Movie Review – The BFG

TL;DR – Beautiful, touching, funny, heart-warming, if you go you will have a good time

Score – 4 out of 5 stars

The BFG. Image Credit: Disney.

Review

I grew up during the Disney Renaissance, in a time of The Little Mermaid, Aladdin, Beauty and the Beast, The Lion King, and Mulan. It was a great time for fairy tales … but they all have that Disney-fication about their stories that removed a lot of the weird, I mean have you ever read the One Thousand and One Nights, or the original Hans Christian Andersen version of The Little Mermaid, that stuff be messed up. So when I was growing up the were two sources of weird that you could come across, the first was Paul Jennings which was adapted into the Australian mainstay of Round The Twist, and the other was Roald Dahl. His work was wired and wonderful, books like The Witches, Charlie and the Chocolate Factory and James and the Giant Peach, were irreverent, weird, wonderful and full of heart. Now, movie adaptions of Roald Dahl’s books have been hits and misses, and Roald Dahl himself had been generally really negative about all the movie adaptions of his books. So with this in mind we have The BFG, a book I loved as a child, but with movie adaptions of books being such a mixed bag, how does this one go? The BFG is one of the best I have seen.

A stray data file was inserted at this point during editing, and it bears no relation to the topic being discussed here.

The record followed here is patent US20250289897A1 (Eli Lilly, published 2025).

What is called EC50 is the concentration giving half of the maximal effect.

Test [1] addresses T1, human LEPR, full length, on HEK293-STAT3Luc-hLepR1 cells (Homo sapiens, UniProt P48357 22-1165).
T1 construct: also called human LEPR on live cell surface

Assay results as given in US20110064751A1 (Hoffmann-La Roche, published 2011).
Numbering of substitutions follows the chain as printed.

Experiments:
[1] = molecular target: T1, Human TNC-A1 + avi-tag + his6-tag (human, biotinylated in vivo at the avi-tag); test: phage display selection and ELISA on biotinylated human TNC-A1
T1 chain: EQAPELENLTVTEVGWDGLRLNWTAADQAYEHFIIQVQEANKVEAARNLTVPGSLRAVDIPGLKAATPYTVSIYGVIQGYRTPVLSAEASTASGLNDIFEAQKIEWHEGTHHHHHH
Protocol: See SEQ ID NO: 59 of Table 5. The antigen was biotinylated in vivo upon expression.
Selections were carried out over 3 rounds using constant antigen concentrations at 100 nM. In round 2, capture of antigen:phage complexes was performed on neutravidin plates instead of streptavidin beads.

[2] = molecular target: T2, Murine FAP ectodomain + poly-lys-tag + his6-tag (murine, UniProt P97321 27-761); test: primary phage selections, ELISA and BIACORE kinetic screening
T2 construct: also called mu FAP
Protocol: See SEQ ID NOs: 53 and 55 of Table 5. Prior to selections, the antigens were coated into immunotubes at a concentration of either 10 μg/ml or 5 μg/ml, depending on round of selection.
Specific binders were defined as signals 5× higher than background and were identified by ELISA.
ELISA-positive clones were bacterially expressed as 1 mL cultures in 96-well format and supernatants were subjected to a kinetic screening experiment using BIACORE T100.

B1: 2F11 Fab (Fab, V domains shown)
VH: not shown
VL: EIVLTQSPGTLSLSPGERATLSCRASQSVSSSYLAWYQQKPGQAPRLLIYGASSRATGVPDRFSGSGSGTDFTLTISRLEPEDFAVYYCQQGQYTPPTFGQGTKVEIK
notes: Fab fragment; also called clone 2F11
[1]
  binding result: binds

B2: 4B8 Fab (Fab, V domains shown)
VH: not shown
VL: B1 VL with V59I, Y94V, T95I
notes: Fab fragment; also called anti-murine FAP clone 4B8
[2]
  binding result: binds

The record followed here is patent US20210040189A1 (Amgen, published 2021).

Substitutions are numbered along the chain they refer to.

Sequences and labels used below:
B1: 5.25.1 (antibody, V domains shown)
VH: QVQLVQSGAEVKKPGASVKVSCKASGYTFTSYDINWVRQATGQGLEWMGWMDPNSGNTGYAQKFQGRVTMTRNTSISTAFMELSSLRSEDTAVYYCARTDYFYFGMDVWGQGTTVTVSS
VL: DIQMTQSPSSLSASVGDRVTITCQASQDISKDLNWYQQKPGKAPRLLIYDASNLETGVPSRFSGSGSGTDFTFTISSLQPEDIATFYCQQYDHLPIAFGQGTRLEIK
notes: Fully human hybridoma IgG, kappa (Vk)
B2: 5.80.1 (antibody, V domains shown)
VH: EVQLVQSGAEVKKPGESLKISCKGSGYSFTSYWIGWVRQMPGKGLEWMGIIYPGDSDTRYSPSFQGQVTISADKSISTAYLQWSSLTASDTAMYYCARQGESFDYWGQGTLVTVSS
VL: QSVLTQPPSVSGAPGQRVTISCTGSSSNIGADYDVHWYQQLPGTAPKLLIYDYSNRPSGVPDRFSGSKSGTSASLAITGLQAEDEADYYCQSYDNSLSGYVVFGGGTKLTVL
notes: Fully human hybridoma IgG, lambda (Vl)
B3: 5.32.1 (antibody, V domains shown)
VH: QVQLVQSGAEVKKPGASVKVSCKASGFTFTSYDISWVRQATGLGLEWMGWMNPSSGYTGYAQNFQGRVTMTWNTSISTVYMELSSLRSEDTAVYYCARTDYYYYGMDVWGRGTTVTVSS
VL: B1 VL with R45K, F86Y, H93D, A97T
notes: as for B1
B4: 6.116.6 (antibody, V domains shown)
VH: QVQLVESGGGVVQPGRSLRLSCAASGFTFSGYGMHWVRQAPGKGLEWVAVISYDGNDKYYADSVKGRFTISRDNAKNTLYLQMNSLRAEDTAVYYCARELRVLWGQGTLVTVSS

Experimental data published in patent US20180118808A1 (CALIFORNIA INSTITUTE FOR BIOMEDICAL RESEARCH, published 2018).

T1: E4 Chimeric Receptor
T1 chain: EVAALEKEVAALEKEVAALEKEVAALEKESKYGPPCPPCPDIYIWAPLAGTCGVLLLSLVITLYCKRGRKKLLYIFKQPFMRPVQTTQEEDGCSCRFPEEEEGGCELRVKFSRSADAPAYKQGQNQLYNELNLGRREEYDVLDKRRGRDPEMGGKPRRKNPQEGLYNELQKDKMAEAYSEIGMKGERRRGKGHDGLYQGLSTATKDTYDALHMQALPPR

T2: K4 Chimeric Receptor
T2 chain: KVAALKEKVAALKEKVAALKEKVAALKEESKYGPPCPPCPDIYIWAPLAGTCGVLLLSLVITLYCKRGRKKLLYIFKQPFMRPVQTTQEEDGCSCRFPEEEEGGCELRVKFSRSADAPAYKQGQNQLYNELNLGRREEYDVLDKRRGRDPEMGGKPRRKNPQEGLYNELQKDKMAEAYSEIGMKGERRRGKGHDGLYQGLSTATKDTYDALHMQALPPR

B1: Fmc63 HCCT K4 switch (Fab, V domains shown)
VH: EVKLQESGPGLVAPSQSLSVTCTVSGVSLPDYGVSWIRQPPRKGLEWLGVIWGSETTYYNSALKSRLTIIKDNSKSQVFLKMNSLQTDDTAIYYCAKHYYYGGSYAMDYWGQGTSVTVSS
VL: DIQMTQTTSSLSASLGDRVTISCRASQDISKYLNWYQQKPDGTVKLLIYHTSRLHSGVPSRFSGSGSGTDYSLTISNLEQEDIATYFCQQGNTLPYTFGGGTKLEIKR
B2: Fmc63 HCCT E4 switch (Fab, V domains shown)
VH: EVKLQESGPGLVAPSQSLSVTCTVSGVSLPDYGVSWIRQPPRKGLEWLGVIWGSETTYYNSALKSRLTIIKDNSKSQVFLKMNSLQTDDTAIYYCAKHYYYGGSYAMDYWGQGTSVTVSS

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Movie Review – The Jungle Book (2016)

TL;DR – While not a flawless movie, it is beautifully crafted and a great follow-up to the Disney classic.

Score – 3.5 out of 5 stars

The Jungle Book. Image Credit: Disney.

Review

The Jungle Book continues Disney’s campaign to recreate its classic animated films in live action remakes or hybrid live action. So far we have had the quite bold Maleficent, the serviceable Cinderella, and now it is time to take on Rudyard Kipling’s masterpiece ‘The Jungle Book’. The choice to do The Jungle Book is an interesting one because it is not without its problems, the original cartoon while still a classic in every right, does have some very problematic depictions. As well as this, the author of the original work is Rudyard Kipling and whether Mr Kipling intended to or not his poem “The White Man’s Burden” became a literary justification for a new wave (or at least an intensification) of colonialism and imperialism throughout the world. So while none of this would have been problematic in the 1960s, it is today, and it is clear Disney or at least the director and writer had these issues on the radar when filming. So within this potentially problematic environment, it is really quite interesting to see Disney take quite a risk here, and it is a risk I do believe that has paid off for them.

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